Rep. Jerry McNerney's office this week released a statement that tells you all you need to know about how the congressman is going to defend his 11th District seat against a group of eager Republican challengers. He's depending on moderation.
The statement sent out to the Press and other news outfits touts a "National Review" rating of Congress that, according to McNerney communications director Sarah Hersh, as "as the most moderate of California’s House members." (I tried to verify the rating myself, but couldn't access the subscribers-only portion of the NR Web site.)
Regardless of what that rating actually means in terms of ideology and policy — and there are plenty of ways these ratings are a poor indicator of ideological affiliation — the media release shows that McNerney is staking his position as a "centrist" candidate, which is a smart move considering his congressional district is about as evenly split between registered Democrat and Republican voters as you can get.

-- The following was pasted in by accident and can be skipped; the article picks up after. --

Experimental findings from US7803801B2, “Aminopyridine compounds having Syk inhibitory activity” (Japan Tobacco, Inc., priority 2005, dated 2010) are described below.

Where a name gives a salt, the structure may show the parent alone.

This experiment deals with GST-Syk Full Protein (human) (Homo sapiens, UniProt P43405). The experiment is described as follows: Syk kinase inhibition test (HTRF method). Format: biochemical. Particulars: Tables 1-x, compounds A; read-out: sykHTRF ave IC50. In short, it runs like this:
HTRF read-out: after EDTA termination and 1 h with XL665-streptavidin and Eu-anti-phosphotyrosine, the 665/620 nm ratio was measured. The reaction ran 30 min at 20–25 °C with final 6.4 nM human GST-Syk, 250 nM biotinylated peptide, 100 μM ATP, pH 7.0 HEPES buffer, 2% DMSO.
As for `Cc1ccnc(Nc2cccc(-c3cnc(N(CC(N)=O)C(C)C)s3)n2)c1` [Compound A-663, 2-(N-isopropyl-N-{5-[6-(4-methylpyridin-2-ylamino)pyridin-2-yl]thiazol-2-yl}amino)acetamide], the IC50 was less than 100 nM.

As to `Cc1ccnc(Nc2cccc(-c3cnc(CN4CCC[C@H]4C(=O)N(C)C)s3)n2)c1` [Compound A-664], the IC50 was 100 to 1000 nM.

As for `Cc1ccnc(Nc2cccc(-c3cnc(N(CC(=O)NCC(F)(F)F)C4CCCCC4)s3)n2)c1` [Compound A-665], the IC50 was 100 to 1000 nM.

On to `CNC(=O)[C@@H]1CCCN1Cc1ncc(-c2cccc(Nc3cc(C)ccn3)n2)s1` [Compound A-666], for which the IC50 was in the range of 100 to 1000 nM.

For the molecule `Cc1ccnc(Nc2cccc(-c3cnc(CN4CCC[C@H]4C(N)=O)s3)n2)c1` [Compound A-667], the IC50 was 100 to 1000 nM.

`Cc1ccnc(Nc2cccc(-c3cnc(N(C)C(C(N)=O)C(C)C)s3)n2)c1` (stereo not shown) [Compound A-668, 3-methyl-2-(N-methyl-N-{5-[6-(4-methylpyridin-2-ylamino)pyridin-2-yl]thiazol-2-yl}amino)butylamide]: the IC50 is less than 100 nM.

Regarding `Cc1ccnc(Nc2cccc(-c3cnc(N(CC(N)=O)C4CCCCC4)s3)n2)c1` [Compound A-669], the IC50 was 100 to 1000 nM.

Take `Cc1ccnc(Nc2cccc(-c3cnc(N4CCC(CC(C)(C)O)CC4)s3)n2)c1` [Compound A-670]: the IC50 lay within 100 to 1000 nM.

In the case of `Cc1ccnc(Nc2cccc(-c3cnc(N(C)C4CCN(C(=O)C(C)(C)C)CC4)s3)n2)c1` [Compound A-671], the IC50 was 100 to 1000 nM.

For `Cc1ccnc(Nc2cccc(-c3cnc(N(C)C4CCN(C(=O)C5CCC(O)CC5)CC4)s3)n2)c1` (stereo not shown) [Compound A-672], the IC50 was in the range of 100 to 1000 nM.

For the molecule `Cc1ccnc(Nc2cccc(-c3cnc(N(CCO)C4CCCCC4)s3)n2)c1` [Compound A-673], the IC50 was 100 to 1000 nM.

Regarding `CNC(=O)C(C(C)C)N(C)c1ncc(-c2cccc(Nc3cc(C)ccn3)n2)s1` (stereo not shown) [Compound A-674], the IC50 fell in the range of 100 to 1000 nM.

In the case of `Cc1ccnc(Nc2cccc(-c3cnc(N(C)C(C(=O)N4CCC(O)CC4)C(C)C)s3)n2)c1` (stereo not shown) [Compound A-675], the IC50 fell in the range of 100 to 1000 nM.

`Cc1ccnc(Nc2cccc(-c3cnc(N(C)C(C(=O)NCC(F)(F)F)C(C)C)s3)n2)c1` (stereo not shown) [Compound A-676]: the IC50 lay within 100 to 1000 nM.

This could have serious implications in the November election. Right now, the GOP challengers are painting themselves as the best conservative for the job, while trying to tar-and-feather McNerney as a Nancy Pelosi-following liberal. McNerney, I'll wager, will try to turn this against whatever Republican emerges from the June 8 primary by slamming that person as a wingnut who's too far to the right to represent a district so ideologically balanced.
But when the race and rhetoric heat up, remember that things like "liberal," "conservative" and "moderate" are just hype.
What really matters is voting record; plans and actions for boosting communities within the 11th District; and a consistent, coherent ideology regarding the role of government.